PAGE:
Getting a Pneumococcal Vaccination

Getting a Pneumococcal Vaccination

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Pneumococcal Vaccination

The pneumococcal vaccination protects people against pneumococcal disease.

Pneumococcal disease

Pneumococcal disease is caused by a bacteria (Streptococcus pneumoniae). This germ is easily spread when someone with the bacteria coughs, sneezes, laughs, or talks. You can get pneumococcal disease more than once. This is because there are many different types (strains) of the bacteria. Some strains are also resistant to treatment with antibiotics.

There are different kinds of pneumococcal disease depending on what part of the body is infected, they include:

  • Pneumonia. Infection in the lungs.

  • Meningitis. Infection of the tissues that cover the brain.

  • Otitis media. Infection of the middle ear.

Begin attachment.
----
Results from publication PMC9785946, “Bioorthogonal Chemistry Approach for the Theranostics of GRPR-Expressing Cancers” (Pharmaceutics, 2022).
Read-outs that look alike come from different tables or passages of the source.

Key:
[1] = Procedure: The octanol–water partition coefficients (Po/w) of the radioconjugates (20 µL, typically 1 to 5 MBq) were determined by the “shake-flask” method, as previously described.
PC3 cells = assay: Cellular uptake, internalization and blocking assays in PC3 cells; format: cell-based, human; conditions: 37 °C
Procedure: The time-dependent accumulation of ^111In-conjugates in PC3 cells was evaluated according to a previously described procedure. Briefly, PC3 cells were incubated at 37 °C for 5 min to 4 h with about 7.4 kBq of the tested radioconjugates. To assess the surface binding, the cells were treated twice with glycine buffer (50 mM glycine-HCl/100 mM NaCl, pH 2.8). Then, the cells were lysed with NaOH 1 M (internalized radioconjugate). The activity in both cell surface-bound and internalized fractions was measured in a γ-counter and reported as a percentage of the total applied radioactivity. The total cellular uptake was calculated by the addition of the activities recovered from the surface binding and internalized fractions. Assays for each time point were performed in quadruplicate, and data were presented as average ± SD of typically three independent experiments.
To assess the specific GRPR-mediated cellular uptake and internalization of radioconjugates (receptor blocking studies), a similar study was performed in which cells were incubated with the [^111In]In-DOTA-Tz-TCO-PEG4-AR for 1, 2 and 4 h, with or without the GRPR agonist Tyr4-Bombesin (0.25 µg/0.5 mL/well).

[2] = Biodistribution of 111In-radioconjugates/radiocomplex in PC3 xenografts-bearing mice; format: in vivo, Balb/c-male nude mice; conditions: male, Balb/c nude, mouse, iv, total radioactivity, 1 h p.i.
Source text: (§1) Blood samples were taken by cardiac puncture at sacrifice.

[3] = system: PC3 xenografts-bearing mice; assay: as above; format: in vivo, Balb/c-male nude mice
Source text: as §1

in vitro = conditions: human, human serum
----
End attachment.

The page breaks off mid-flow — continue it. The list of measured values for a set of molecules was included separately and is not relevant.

• Bacteremia or septicemia. Infection in the blood.

Pneumococcal disease can be life-threatening, especially for people in high-risk groups. Each year, thousands of people die of this disease and thousands more become seriously ill.

The vaccine

Healthcare provider preparing to give injection in woman's upper arm.

The pneumococcal vaccine is the best way to avoid pneumococcal disease. It is safe and effective. The vaccine is given in the form of a shot (injection). This can be done at your health care provider's office or a health clinic. Drugstores, senior centers, and workplaces often offer vaccinations, too. If you have questions about getting vaccinated, ask your health care provider.

The pneumococcal vaccine is recommended for:

  • Persons 65 and older

  • Infants

  • People with chronic health problems (such as diabetes, chronic lung or heart disease, liver disease); or who have a cochlear implant

  • People who have weakened immune systems

  • People who live in nursing homes or other long-term care facilities

  • People who smoke or have asthma

It is given:

  • In a 4-dose series in infants

  • One time in adults, some people need a second dose

Your health care provider can tell you more about the vaccine, whether you should get it, and the number of shots you should receive.